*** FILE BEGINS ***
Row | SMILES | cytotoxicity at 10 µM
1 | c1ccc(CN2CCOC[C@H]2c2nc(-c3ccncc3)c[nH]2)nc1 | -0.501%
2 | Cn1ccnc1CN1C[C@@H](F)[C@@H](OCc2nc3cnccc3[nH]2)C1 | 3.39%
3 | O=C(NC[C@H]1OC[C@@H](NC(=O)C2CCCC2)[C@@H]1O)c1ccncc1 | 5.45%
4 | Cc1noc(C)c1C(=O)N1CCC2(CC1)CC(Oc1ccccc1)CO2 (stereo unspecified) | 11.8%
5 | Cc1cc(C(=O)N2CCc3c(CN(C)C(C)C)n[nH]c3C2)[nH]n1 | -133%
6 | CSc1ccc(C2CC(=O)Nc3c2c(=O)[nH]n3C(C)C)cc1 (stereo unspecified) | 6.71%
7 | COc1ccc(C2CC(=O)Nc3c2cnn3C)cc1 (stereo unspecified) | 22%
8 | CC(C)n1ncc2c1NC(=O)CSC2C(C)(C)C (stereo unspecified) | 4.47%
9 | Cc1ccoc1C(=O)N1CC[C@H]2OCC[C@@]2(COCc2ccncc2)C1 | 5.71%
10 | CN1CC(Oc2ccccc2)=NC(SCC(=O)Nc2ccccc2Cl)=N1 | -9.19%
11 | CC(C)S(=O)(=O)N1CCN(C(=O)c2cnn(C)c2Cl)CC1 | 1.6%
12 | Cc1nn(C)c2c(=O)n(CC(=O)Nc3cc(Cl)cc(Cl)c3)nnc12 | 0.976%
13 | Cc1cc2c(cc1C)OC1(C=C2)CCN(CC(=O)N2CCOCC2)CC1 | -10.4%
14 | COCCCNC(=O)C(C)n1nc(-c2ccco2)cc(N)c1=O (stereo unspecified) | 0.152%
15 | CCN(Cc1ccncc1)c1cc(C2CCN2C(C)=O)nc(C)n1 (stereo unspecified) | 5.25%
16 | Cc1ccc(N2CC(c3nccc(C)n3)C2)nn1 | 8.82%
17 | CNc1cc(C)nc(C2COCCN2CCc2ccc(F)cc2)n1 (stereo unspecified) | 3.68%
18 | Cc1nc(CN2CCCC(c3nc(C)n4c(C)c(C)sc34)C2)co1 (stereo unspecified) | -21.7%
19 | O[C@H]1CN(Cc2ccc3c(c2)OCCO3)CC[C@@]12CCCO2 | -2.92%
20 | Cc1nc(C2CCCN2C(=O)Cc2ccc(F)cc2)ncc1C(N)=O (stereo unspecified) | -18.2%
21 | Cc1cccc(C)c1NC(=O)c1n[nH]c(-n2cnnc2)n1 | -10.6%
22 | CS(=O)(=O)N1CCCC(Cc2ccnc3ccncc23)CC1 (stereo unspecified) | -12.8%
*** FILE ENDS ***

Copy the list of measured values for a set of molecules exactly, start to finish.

Row | SMILES | cytotoxicity at 10 µM
1 | c1ccc(CN2CCOC[C@H]2c2nc(-c3ccncc3)c[nH]2)nc1 | -0.501%
2 | Cn1ccnc1CN1C[C@@H](F)[C@@H](OCc2nc3cnccc3[nH]2)C1 | 3.39%
3 | O=C(NC[C@H]1OC[C@@H](NC(=O)C2CCCC2)[C@@H]1O)c1ccncc1 | 5.45%
4 | Cc1noc(C)c1C(=O)N1CCC2(CC1)CC(Oc1ccccc1)CO2 (stereo unspecified) | 11.8%
5 | Cc1cc(C(=O)N2CCc3c(CN(C)C(C)C)n[nH]c3C2)[nH]n1 | -133%
6 | CSc1ccc(C2CC(=O)Nc3c2c(=O)[nH]n3C(C)C)cc1 (stereo unspecified) | 6.71%
7 | COc1ccc(C2CC(=O)Nc3c2cnn3C)cc1 (stereo unspecified) | 22%
8 | CC(C)n1ncc2c1NC(=O)CSC2C(C)(C)C (stereo unspecified) | 4.47%
9 | Cc1ccoc1C(=O)N1CC[C@H]2OCC[C@@]2(COCc2ccncc2)C1 | 5.71%
10 | CN1CC(Oc2ccccc2)=NC(SCC(=O)Nc2ccccc2Cl)=N1 | -9.19%
11 | CC(C)S(=O)(=O)N1CCN(C(=O)c2cnn(C)c2Cl)CC1 | 1.6%
12 | Cc1nn(C)c2c(=O)n(CC(=O)Nc3cc(Cl)cc(Cl)c3)nnc12 | 0.976%
13 | Cc1cc2c(cc1C)OC1(C=C2)CCN(CC(=O)N2CCOCC2)CC1 | -10.4%
14 | COCCCNC(=O)C(C)n1nc(-c2ccco2)cc(N)c1=O (stereo unspecified) | 0.152%
15 | CCN(Cc1ccncc1)c1cc(C2CCN2C(C)=O)nc(C)n1 (stereo unspecified) | 5.25%
16 | Cc1ccc(N2CC(c3nccc(C)n3)C2)nn1 | 8.82%
17 | CNc1cc(C)nc(C2COCCN2CCc2ccc(F)cc2)n1 (stereo unspecified) | 3.68%
18 | Cc1nc(CN2CCCC(c3nc(C)n4c(C)c(C)sc34)C2)co1 (stereo unspecified) | -21.7%
19 | O[C@H]1CN(Cc2ccc3c(c2)OCCO3)CC[C@@]12CCCO2 | -2.92%
20 | Cc1nc(C2CCCN2C(=O)Cc2ccc(F)cc2)ncc1C(N)=O (stereo unspecified) | -18.2%
21 | Cc1cccc(C)c1NC(=O)c1n[nH]c(-n2cnnc2)n1 | -10.6%
22 | CS(=O)(=O)N1CCCC(Cc2ccnc3ccncc23)CC1 (stereo unspecified) | -12.8%